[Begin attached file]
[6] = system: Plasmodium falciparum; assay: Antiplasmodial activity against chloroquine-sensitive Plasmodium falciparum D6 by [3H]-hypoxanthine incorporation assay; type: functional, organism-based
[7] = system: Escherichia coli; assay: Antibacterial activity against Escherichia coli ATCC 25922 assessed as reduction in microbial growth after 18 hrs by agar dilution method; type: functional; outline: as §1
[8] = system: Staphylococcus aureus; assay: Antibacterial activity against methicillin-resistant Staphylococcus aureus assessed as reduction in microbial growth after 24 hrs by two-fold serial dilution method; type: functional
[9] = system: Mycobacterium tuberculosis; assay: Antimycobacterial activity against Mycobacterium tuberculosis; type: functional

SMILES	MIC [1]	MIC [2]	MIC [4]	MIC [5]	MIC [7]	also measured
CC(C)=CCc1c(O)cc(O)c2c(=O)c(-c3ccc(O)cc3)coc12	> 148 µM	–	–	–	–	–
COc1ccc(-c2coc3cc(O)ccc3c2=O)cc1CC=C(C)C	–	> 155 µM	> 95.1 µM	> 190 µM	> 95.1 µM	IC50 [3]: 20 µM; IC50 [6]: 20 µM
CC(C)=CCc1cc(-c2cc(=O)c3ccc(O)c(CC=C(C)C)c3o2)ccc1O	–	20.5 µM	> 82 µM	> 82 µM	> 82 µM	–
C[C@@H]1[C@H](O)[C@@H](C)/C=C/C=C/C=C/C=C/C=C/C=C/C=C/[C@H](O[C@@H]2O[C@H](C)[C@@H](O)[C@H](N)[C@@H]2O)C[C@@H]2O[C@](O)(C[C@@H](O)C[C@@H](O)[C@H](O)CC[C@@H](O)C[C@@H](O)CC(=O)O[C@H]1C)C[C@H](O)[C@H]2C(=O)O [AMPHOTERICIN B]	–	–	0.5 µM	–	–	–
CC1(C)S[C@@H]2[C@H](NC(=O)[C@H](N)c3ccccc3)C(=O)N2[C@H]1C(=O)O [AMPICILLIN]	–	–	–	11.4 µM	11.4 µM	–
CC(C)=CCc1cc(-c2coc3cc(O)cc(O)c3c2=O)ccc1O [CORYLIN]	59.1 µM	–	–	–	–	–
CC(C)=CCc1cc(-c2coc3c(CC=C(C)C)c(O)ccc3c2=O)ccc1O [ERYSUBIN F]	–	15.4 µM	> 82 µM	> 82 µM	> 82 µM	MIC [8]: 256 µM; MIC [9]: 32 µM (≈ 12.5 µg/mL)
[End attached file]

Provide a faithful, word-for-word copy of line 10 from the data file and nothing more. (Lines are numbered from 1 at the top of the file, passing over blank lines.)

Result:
CC1(C)S[C@@H]2[C@H](NC(=O)[C@H](N)c3ccccc3)C(=O)N2[C@H]1C(=O)O [AMPICILLIN]	–	–	–	11.4 µM	11.4 µM	–